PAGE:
Say I have a confusion matrix of perceptual similarity data for stimuli drawn from an underlying continuous spectrum. Participants also learned to categorise these stimuli such that the spectrum is evenly divided into two categories. I want to test whether the observed confusion matrix shows a better fit to either a continuous or a categorical model. One approach I have considered is to create a hypothetical confusion matrix for linear and categorical models (see below) and correlate these with the observed confusion matrix.

linear model categorical model Note: Similarity values, 1 = identical, 0 = dissimilar

However, I’m not sure how to compare the degree of fit for each model. One idea is to take the partial correlation to measure how well the confusion matrix correlates with the categorical model after the correlation between the linear model and the data has been accounted for. This approach seems to have good psychophysical validity (since any categorical process would function in addition to a linear sensory one), however I’m concerned that the linear and categorical models are highly correlated (here at 0.83) and so any partial correlation approach would not be valid. Including more stimuli near the category boundary would probably go some way to decorrelating these models, however I’m wondering if there is a more sensible approach to figuring this out (but not orthogonalising the models)? Any leads appreciated.


1 Answer 1


This sounds a lot like tests of categorical perception done in psycholinguistics. Categorical perception states that people perceive phonemes categorically, even though the acoustic signal varies continuously.

For example, the phonemes $/b/$ and $/p/$ differ on only one acoustic feature: voice onset time. Using computer synthesized speech, one can experimentally manipulate the voice onset time along a continuous dimension. In a prototypical experiment, subjects are asked to identify each sound as a $/b/$ or $/p/$. If perception were continuous, you might expect that the proportion of $/b/$ responses varies linearly with the voice onset time-- but it doesn't. As you can see in the red line, there is a sharp drop around 20ms in which people perceive everything to the left as $/b/$ and everything to the right as $/p/$.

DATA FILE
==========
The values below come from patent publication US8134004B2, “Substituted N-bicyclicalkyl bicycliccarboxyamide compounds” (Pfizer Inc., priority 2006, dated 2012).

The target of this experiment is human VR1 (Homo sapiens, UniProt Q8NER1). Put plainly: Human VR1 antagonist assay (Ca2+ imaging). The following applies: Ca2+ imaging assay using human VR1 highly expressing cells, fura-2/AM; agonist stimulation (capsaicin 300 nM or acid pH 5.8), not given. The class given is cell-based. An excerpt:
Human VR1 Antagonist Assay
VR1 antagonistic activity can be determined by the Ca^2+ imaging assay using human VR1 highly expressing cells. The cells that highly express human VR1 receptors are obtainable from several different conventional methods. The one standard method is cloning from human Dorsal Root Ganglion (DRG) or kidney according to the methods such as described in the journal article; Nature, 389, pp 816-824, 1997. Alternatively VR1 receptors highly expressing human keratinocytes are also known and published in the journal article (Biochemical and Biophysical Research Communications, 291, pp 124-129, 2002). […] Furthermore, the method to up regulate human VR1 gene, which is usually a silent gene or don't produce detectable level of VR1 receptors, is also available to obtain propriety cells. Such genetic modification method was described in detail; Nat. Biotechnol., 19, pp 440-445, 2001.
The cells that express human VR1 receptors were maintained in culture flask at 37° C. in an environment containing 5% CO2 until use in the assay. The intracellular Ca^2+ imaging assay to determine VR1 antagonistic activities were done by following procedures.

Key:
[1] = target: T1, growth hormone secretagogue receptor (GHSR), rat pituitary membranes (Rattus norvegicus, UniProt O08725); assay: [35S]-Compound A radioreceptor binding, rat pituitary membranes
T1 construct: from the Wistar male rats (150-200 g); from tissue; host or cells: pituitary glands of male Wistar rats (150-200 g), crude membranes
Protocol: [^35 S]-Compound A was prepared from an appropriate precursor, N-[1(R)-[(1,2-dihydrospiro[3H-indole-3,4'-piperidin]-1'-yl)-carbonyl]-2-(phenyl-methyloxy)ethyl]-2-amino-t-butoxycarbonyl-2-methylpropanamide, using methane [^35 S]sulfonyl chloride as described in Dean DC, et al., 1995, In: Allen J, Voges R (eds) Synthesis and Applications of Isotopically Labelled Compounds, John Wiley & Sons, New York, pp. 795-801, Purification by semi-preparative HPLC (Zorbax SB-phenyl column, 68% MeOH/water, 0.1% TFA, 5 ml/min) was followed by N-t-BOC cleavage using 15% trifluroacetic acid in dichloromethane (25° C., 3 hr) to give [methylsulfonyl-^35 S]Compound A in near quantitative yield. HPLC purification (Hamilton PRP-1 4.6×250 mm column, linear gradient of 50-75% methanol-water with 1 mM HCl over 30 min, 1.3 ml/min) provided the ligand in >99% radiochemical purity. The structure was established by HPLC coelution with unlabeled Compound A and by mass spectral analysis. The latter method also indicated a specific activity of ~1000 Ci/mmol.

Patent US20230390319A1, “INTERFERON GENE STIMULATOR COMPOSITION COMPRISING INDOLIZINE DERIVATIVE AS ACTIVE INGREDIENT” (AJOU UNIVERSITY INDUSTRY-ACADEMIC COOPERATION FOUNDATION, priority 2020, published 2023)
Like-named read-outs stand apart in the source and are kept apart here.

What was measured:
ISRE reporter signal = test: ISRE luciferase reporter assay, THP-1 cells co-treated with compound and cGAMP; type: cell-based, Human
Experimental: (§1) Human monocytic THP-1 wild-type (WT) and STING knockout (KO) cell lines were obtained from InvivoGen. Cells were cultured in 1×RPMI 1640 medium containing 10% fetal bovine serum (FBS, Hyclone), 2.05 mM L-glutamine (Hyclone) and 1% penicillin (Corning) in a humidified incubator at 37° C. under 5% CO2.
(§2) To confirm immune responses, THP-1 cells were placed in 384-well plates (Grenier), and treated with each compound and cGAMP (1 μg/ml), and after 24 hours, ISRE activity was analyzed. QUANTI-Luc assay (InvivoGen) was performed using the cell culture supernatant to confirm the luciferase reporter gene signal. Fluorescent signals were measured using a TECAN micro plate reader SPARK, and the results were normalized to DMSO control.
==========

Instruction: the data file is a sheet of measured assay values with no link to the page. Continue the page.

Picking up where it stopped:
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Another way to see this is to plot discriminability (blue line). Here, participants are presented two stimuli from adjacent VOT bins and asked to judge which one matches a 'target' stimulus. Generally, people perform near chance at discriminating between the two phonemes unless the two stimuli cross the VOT boundary. Again, if perception were linear, you might expect a straight blue line rather than a peaked one.

Most researchers will use t-tests or ANOVA to test for differences of between and within category discrimination. For instance, one might conduct a series of t-tests on discriminability to show that only when stimuli cross the VOT boundary can subjects reliably discriminate them.

For an example of these tests in practice, see Morford et al. (2008). Note that some researchers have found conflicting results when using different dependent measures. For example, Massaro & Cohen (1983) asked participants to make continuous judgments of stimuli and found no evidence of categorical perception.

Another alternative might be to find the best fitting line and the best fitting sigmoid curve, and compute the Bayesian Information Criterion for each. The one with the lower BIC is the preferred model. For regression analysis, BIC can be calculated as

$BIC = n\log(\frac{RSS}{n}) + p\log(n)$

where n is the number of data points in the model, p is the number of free parameters, and RSS is the residual sum of squares.

The drawback of using BIC is that it only tells you something about comparative model fit. If both linear and sigmoidal models were a bad fit for the data, BIC would not tell you that.

Massaro, D. W., & Cohen, M. M. (1983). Categorical or continuous speech perception: A new test. Speech Communication, 2(1), 15-35. PDF

Morford, J. P., Grieve-Smith, A. B., MacFarlane, J., Staley, J., & Waters, G. (2008). Effects of language experience on the perception of American Sign Language. Cognition, 109(1), 41-53. PDF


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